Coming Ashore

Meeting heavy resistance from the French defenses near the beach, Wolfe's boats were forced to fall back. As they retreated, several drifted to the east and spotted a small landing area protected by large rocks. Going ashore, British light infantry secured a small beachhead which allowed for the landing of the remainder of Wolfe's men. Attacking, his men hit the French line from the flank and rear forcing them to retreat back to Louisbourg. Largely in control of the country around the town, Amherst's men endured rough seas and boggy terrain as they landed their supplies and guns. Overcoming these issues, they commenced an advance against the town.

The Siege Begins

As the British siege train moved towards Louisbourg and lines were constructed opposite its defenses, Wolfe was ordered to move around the harbor and capture Lighthouse Point. Marching with 1,220 picked men, he succeeded in his objective on June 12. Constructing a battery on the point, Wolfe was in prime position to bombard the harbor and the water side of the town. On June 19, British guns opened fire on Louisbourg. Hammering the town's walls, the bombardment from Amherst's artillery was met by fire from 218 French guns.

The French Position Weakens

As the days passed, French fire began to slacken as their guns became disabled and the town's walls were reduced. While Drucour was determined to hold out, fortunes quickly turned against him on July 21. As the bombardment continued, a mortar shell from the battery on Lighthouse Point struck Le Célèbre in the harbor causing an explosion and setting the ship on fire. Fanned by a strong wind, the fire grew and soon consumed the two adjacent ships, Le Capricieux and L'Entreprenant. In a single stroke, Drucour had lost sixty percent of his naval strength.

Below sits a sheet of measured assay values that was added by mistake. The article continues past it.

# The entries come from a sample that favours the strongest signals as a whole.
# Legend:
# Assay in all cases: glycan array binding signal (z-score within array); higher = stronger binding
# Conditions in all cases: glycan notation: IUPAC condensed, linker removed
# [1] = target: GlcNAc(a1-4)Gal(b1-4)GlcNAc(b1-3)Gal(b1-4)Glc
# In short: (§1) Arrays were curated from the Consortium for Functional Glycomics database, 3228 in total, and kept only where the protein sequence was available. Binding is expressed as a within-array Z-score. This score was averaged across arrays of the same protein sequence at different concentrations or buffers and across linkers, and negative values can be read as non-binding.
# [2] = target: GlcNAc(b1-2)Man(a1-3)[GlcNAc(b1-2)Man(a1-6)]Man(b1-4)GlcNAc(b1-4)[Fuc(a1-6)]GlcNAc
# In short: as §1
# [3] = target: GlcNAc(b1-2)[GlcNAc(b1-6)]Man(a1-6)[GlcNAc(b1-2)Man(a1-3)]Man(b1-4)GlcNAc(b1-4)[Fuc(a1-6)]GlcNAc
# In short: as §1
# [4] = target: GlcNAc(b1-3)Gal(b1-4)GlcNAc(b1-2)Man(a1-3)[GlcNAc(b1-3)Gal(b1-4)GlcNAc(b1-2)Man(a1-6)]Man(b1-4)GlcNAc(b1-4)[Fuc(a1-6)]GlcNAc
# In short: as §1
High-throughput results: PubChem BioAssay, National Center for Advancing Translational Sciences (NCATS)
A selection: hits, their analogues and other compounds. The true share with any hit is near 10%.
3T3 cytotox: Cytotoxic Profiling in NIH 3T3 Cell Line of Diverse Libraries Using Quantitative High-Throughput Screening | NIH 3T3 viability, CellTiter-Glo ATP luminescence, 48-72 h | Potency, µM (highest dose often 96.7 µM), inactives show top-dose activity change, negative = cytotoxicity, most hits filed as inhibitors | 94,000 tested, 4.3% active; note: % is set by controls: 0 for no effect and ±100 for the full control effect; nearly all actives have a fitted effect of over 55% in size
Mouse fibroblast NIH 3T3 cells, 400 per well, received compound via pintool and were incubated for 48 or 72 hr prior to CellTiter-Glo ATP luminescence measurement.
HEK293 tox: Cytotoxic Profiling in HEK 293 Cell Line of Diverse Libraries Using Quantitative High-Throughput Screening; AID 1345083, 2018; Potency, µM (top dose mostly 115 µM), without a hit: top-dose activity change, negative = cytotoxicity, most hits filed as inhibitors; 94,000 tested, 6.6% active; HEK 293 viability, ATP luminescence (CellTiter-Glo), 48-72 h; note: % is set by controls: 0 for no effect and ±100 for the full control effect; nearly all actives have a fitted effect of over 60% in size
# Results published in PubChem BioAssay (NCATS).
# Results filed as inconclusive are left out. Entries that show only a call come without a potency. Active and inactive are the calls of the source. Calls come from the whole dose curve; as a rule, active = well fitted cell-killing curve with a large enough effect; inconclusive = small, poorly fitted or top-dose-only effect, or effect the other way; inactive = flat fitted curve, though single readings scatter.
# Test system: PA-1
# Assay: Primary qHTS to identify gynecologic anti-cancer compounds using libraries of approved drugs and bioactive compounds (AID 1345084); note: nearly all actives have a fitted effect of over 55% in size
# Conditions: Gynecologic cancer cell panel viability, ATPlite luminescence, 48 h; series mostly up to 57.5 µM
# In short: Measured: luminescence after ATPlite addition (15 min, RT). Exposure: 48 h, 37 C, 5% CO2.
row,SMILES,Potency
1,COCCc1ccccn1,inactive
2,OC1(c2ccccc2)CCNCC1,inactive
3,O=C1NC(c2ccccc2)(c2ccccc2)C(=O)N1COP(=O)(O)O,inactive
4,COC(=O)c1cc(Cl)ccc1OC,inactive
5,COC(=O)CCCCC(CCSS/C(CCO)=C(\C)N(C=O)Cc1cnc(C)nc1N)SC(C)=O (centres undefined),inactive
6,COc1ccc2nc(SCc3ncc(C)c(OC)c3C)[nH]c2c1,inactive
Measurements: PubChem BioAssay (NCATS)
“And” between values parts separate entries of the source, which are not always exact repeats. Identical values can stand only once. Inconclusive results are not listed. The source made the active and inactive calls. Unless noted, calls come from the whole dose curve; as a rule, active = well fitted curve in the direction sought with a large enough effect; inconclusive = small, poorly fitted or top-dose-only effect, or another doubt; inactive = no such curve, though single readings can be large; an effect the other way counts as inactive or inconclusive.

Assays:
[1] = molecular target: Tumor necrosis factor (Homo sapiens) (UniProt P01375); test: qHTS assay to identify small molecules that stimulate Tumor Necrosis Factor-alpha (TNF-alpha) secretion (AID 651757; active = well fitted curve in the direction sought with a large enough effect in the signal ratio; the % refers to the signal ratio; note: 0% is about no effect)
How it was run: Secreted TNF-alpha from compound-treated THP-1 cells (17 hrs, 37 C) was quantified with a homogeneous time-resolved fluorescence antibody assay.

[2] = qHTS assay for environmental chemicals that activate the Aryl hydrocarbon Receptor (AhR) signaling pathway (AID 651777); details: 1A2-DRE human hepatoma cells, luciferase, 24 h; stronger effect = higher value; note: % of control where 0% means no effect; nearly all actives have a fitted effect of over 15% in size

Final Days

The French position worsened further two days later when heated British shot set the King's Bastion on fire. Situated inside the fortress, the King's Bastion served as the fortress' headquarters and was one of the largest buildings in North America. The loss of this, quickly followed by the burning of the Queen's Bastion, crippled French morale. On July 25, Boscawen dispatched a cutting out party to capture or destroy the two remaining French warships. Slipping into the harbor, they captured Bienfaisant and burned Prudent. Bienfaisant was sailed out of the harbor and joined the British fleet. Realizing that all was lost, Drucour surrendered the town the following day.

Aftermath

The siege of Louisbourg cost Amherst 172 killed and 355 wounded, while the French suffered 102 killed, 303 wounded, and the remainder taken prisoner. In addition, four French warships were burned and one captured. The victory at Louisbourg opened the way for the British to campaign up the St. Lawrence River with the goal of taking Quebec. Following that city's surrender in 1759, British engineers began the systematic reduction of Louisbourg's defenses to prevent it being returned to the French by any future peace treaty.